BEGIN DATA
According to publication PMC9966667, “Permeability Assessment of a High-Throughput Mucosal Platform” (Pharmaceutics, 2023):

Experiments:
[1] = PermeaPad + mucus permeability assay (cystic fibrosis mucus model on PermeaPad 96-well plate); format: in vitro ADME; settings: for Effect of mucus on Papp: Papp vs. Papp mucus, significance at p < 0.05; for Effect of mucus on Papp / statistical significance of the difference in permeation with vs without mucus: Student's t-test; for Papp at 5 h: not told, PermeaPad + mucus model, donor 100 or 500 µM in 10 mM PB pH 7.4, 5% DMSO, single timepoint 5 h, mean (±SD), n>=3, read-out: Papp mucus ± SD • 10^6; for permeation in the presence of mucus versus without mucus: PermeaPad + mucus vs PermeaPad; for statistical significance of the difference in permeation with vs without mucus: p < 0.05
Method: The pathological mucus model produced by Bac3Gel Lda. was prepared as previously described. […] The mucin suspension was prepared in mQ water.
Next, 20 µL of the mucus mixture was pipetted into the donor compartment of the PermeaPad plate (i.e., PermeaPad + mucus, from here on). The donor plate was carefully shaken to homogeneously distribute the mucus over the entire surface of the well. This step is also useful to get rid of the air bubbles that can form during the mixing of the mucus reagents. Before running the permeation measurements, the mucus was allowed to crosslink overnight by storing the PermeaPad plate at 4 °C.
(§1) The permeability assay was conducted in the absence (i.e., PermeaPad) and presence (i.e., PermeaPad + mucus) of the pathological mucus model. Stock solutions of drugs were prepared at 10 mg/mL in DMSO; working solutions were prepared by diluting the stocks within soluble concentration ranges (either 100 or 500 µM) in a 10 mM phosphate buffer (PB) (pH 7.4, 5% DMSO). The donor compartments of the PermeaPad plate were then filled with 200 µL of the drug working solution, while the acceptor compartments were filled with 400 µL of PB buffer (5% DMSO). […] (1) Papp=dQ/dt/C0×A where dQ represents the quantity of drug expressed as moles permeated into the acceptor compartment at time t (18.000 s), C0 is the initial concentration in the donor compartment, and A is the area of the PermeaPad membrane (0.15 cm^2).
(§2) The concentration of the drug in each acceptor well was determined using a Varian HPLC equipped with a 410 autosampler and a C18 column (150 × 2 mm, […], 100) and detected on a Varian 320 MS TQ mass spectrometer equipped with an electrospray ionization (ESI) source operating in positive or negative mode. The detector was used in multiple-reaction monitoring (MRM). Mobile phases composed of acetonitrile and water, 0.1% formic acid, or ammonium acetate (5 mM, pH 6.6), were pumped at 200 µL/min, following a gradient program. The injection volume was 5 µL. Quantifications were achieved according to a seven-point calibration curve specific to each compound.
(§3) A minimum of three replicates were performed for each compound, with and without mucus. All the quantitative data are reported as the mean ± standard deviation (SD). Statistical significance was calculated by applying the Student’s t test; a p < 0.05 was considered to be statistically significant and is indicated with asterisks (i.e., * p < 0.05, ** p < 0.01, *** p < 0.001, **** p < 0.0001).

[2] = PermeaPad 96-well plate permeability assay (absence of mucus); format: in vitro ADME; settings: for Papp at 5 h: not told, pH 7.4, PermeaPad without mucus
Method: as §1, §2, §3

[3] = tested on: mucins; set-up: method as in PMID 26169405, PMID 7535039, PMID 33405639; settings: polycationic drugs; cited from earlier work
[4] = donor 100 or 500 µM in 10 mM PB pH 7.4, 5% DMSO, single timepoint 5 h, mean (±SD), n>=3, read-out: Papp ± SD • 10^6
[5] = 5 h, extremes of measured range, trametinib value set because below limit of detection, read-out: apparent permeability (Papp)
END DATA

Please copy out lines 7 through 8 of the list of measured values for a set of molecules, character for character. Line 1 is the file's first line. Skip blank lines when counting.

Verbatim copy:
(§2) The concentration of the drug in each acceptor well was determined using a Varian HPLC equipped with a 410 autosampler and a C18 column (150 × 2 mm, […], 100) and detected on a Varian 320 MS TQ mass spectrometer equipped with an electrospray ionization (ESI) source operating in positive or negative mode. The detector was used in multiple-reaction monitoring (MRM). Mobile phases composed of acetonitrile and water, 0.1% formic acid, or ammonium acetate (5 mM, pH 6.6), were pumped at 200 µL/min, following a gradient program. The injection volume was 5 µL. Quantifications were achieved according to a seven-point calibration curve specific to each compound.
(§3) A minimum of three replicates were performed for each compound, with and without mucus. All the quantitative data are reported as the mean ± standard deviation (SD). Statistical significance was calculated by applying the Student’s t test; a p < 0.05 was considered to be statistically significant and is indicated with asterisks (i.e., * p < 0.05, ** p < 0.01, *** p < 0.001, **** p < 0.0001).